The detail in retail PDF Print E-mail
Tuesday, 08 October 2013 00:36
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Indian Express edit


India cannot design rules that run contrary to global business practices and standards


Despite the preliminary agreement signed during the prime minister's recent US visit, Indo-US nuclear cooperation is pretty much dead in the water unless India is able to resolve the issue of suppliers' liability in keeping with the global standard that says the liability rests with the plant's operator. Going by the recent statement made by Scott Price, Walmart's Asia head, and by Sunil Mittal, another big initiative — FDI in multibrand retail — is in danger of going the same way. It's the same reason: India wants to fashion its rules in a manner that runs contrary to the way the world does business.

For months after the government announced the opening up of the sector to foreign retailers, no one came in, due to the restrictive rules, the limited number of cities that could be tapped, restrictions on investments and compulsory SME sourcing conditions. Few of these made sense, but there was some justification. Geographical restrictions on retail FDI, for instance, gave freedom to states to decide the pace, and was a smart way to defuse opposition. Given how big retailers like Walmart have third-party firms that set up backend infrastructure for them, the government also did well to finally water down this clause — the earlier clause required a Walmart to invest half of everything in setting up backend infrastructure, but this now applies to just the first tranche of investment.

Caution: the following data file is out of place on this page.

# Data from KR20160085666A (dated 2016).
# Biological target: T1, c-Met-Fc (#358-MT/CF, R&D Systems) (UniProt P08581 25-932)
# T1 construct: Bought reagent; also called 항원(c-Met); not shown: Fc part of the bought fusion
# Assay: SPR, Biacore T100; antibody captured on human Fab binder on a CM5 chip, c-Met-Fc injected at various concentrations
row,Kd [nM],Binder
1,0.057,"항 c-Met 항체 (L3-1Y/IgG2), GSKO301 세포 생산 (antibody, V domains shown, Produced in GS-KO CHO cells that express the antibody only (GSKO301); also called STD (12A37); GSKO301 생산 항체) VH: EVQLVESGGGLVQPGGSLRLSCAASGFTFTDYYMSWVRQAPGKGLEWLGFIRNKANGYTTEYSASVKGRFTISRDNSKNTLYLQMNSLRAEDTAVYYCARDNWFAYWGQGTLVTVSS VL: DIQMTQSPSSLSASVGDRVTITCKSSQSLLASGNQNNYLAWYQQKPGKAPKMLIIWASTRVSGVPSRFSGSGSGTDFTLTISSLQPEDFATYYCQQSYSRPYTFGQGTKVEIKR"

It is the SME outsourcing clause — cited by Walmart for re-evaluating its options in India — that makes little sense. In its original avatar, a Walmart had to source 30 per cent of its sales from local SMEs, but the way SMEs were defined, by the time a supplier invested enough to be able to supply quality produce to a Walmart, it would no longer qualify to be an SME. As in the backend stipulation, this has been relaxed. Any SME that a Walmart buys from, even if it outgrows the definition of an SME over time, will continue to be counted for the purposes of the 30 per cent clause. But why have this definition at all? Since about 30 per cent of a household's everyday basket comprises branded goods, how is a Walmart to compete with a kirana if it doesn't even stock what the consumer wants? Why not just tell foreign retailers, as the BJP seems to have, that India's shelf space is reserved for Indians?


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